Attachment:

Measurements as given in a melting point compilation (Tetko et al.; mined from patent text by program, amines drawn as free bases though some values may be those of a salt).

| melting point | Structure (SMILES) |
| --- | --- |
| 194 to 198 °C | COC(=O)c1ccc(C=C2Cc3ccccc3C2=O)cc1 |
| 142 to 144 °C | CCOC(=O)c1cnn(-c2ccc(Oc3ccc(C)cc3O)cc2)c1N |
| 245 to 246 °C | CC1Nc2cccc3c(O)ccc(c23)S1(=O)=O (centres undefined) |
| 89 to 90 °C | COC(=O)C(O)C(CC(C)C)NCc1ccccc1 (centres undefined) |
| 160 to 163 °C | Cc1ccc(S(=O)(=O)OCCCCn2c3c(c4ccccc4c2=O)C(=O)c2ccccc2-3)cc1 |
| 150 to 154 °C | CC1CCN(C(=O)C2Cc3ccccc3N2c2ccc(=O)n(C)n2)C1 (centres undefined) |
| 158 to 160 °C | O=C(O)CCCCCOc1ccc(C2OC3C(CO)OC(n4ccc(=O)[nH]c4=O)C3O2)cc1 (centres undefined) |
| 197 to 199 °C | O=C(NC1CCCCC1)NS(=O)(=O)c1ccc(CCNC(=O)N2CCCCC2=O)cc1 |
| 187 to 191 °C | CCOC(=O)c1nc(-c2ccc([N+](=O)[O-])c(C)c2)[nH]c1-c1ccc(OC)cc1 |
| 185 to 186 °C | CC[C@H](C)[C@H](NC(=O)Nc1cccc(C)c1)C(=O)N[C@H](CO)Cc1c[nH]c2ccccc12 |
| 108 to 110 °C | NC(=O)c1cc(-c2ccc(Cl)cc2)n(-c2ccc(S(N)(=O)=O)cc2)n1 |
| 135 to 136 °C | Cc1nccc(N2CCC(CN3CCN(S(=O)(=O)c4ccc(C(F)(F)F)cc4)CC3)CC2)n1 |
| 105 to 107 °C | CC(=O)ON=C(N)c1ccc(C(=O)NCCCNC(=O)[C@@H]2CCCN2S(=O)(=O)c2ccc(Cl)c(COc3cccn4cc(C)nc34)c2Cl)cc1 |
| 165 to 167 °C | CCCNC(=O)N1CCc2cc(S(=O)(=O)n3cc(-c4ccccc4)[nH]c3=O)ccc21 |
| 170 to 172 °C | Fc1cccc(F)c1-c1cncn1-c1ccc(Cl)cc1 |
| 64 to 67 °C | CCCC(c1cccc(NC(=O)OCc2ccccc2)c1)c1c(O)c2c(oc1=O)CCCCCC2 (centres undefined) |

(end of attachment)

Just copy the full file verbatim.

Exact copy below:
Measurements as given in a melting point compilation (Tetko et al.; mined from patent text by program, amines drawn as free bases though some values may be those of a salt).

| melting point | Structure (SMILES) |
| --- | --- |
| 194 to 198 °C | COC(=O)c1ccc(C=C2Cc3ccccc3C2=O)cc1 |
| 142 to 144 °C | CCOC(=O)c1cnn(-c2ccc(Oc3ccc(C)cc3O)cc2)c1N |
| 245 to 246 °C | CC1Nc2cccc3c(O)ccc(c23)S1(=O)=O (centres undefined) |
| 89 to 90 °C | COC(=O)C(O)C(CC(C)C)NCc1ccccc1 (centres undefined) |
| 160 to 163 °C | Cc1ccc(S(=O)(=O)OCCCCn2c3c(c4ccccc4c2=O)C(=O)c2ccccc2-3)cc1 |
| 150 to 154 °C | CC1CCN(C(=O)C2Cc3ccccc3N2c2ccc(=O)n(C)n2)C1 (centres undefined) |
| 158 to 160 °C | O=C(O)CCCCCOc1ccc(C2OC3C(CO)OC(n4ccc(=O)[nH]c4=O)C3O2)cc1 (centres undefined) |
| 197 to 199 °C | O=C(NC1CCCCC1)NS(=O)(=O)c1ccc(CCNC(=O)N2CCCCC2=O)cc1 |
| 187 to 191 °C | CCOC(=O)c1nc(-c2ccc([N+](=O)[O-])c(C)c2)[nH]c1-c1ccc(OC)cc1 |
| 185 to 186 °C | CC[C@H](C)[C@H](NC(=O)Nc1cccc(C)c1)C(=O)N[C@H](CO)Cc1c[nH]c2ccccc12 |
| 108 to 110 °C | NC(=O)c1cc(-c2ccc(Cl)cc2)n(-c2ccc(S(N)(=O)=O)cc2)n1 |
| 135 to 136 °C | Cc1nccc(N2CCC(CN3CCN(S(=O)(=O)c4ccc(C(F)(F)F)cc4)CC3)CC2)n1 |
| 105 to 107 °C | CC(=O)ON=C(N)c1ccc(C(=O)NCCCNC(=O)[C@@H]2CCCN2S(=O)(=O)c2ccc(Cl)c(COc3cccn4cc(C)nc34)c2Cl)cc1 |
| 165 to 167 °C | CCCNC(=O)N1CCc2cc(S(=O)(=O)n3cc(-c4ccccc4)[nH]c3=O)ccc21 |
| 170 to 172 °C | Fc1cccc(F)c1-c1cncn1-c1ccc(Cl)cc1 |
| 64 to 67 °C | CCCC(c1cccc(NC(=O)OCc2ccccc2)c1)c1c(O)c2c(oc1=O)CCCCCC2 (centres undefined) |